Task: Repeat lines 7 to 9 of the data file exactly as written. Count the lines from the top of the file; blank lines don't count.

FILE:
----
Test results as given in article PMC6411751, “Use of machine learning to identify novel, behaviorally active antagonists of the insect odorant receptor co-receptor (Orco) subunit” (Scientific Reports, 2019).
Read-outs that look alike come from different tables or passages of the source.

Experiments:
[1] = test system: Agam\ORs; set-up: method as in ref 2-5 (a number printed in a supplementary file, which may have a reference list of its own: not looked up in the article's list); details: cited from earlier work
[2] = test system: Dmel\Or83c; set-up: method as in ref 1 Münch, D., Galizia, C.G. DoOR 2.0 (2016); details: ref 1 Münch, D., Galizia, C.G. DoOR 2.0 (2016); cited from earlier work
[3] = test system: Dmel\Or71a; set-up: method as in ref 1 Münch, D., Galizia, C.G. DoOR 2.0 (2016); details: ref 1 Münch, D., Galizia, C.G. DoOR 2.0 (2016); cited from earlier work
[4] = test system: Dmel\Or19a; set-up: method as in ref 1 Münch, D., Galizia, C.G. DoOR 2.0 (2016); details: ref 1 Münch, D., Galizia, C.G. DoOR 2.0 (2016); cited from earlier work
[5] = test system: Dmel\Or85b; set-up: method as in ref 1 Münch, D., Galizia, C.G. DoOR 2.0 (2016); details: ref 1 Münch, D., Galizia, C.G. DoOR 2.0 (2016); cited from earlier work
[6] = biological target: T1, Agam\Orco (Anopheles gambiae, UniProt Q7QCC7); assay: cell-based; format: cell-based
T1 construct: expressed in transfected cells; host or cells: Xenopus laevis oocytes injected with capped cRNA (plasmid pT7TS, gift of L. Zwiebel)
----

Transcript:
[4] = test system: Dmel\Or19a; set-up: method as in ref 1 Münch, D., Galizia, C.G. DoOR 2.0 (2016); details: ref 1 Münch, D., Galizia, C.G. DoOR 2.0 (2016); cited from earlier work
[5] = test system: Dmel\Or85b; set-up: method as in ref 1 Münch, D., Galizia, C.G. DoOR 2.0 (2016); details: ref 1 Münch, D., Galizia, C.G. DoOR 2.0 (2016); cited from earlier work
[6] = biological target: T1, Agam\Orco (Anopheles gambiae, UniProt Q7QCC7); assay: cell-based; format: cell-based